:: Reviews

The New Spoilt published 22/09/2017

Being raised in gentrified York for a while I have known families like this, and parties like these. When individual psychopathy, stoked by rural isolation, becomes group psychopathy. The most terrifying aspect of it all is that you are simply not surprised by such events. As you know that hidden behind the Agas, under the lavish carpets, and festering in the drinks cabinet is a very English savagery waiting to spring forth, with no self-awareness. Goddard describes English savagery in 2017 with wit, subtle insight, and compelling accuracy. Dostoevskian in scope, psychoanalytical in depth, Nature and Necessity is grimly addictive. I found myself both savouring, and in awe of many lines that are almost surgical in their insight.

Guy Mankowski reviews Tariq Goddard‘s Nature and Necessity.

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Mister P. Goes To Town: A review of Making It by Norman Podhoretz published 20/09/2017

After Podhoretz had finished Making It, he sent it off to his Columbia professor, Lionel Trilling. Trilling—like most of the other Family members who read the manuscript—advised Podhoretz to throw it away. Trilling was worried that his former student had been too frank about his hunger for worldly acclaim. It made no difference how good the writer was: anyone who admitted so casually to craving attention, envy, and a high salary would be scorned out of their profession.

Jackson Arn reviews Making It by Norman Podhoretz.

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The Vivid Resurrection of a Post-Punk Literary Icon published 19/09/2017

After Kathy Acker engenders a powerful desire to read (or reread) all of Acker’s work in the light of Kraus’s revelations of the connection between Acker’s lived life with the art that emerged from it. Not that it’s necessary to have read Acker before reading this biography – hopefully Kraus’s book will help new readers find the work.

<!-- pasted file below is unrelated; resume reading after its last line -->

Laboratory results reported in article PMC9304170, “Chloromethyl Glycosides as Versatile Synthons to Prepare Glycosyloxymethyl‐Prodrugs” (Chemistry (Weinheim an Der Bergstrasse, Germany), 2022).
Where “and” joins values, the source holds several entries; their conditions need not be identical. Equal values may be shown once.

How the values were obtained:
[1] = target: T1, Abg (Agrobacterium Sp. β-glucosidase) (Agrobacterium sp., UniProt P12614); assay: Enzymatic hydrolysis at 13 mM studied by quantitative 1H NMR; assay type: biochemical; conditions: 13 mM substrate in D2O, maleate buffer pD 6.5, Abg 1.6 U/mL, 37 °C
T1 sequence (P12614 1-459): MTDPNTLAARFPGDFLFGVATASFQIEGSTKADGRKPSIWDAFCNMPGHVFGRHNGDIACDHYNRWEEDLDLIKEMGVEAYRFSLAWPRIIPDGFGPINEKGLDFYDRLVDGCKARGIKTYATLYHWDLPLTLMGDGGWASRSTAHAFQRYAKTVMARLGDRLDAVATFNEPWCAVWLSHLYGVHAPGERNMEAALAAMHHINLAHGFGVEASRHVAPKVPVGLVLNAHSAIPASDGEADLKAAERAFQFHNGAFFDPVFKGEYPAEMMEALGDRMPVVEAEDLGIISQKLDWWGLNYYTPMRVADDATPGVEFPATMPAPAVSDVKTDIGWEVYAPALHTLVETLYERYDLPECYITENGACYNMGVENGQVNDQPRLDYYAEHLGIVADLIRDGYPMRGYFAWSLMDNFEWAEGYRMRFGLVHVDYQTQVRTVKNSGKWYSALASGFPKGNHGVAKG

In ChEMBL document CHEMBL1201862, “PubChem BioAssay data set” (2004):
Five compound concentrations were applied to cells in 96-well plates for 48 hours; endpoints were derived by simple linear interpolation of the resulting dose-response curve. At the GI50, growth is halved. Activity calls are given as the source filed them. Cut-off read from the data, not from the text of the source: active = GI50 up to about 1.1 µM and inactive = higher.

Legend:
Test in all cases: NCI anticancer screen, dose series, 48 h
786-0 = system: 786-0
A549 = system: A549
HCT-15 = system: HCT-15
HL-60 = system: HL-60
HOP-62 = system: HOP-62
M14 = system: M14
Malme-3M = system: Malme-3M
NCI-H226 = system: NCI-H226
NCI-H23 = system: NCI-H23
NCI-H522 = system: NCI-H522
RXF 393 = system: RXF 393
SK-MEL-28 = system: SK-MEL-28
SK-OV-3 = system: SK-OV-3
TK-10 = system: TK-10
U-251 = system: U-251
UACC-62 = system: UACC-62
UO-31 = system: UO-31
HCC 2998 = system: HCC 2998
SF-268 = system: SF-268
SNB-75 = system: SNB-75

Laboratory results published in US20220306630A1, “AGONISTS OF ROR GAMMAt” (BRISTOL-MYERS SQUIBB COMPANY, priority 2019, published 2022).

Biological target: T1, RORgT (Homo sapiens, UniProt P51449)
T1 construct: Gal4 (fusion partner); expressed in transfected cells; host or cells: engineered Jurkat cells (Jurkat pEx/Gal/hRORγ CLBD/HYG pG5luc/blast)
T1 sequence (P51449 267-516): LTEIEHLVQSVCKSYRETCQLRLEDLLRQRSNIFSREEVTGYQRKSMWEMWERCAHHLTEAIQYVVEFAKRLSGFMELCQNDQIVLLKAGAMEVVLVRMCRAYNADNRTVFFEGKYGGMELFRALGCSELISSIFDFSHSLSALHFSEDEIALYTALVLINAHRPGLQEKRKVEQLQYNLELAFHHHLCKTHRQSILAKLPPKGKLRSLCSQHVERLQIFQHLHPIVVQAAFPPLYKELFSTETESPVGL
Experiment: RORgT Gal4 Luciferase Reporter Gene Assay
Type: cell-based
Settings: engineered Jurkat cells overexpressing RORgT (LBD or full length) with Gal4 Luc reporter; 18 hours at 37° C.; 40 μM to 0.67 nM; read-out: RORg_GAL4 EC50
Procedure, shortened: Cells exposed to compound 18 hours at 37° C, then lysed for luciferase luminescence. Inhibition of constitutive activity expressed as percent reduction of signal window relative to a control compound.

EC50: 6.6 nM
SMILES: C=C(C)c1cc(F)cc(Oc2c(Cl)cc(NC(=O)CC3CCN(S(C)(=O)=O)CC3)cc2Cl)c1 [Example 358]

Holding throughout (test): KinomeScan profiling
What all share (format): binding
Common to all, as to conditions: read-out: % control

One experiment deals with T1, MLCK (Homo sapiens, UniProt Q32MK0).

Des Barry reviews After Kathy Acker by Chris Kraus.

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Chancing Repetition published 12/09/2017

There is something unmistakable about a double take: that sudden claim of interest in an object initially clocked without much ado—a face peripherally scanned, maybe a voice overheard, one almost too familiar to be attended at first. The ordinary thing become peculiar, significant. An uncanny kind of recognition; an awkward one, tentative or unreliable, a misrecognition, even. Perhaps it was the face of someone you had hoped to see, or feared you might. In any case, we double take when we suspect something is worth a second look, however casual, patient, or risky. Voluntarily or not, we enquire further.

Christian Coppa reviews ‘A Certain Sense of Order’ by tick tock.

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Foucault Now published 11/09/2017

More than thirty years since his death, the self-proclaimed “historian of the present” falls ever farther from our present and farther from the latest work in the eras he studied. What, then, explains Foucault’s continuing influence, not just on academics nursing some intellectual hangover from drinking the koolaid of too much high theory during the disco era, but on some of our most important social critics, such as Judith Butler?

Peter Gratton looks at the enduring appeal of Michel Foucault.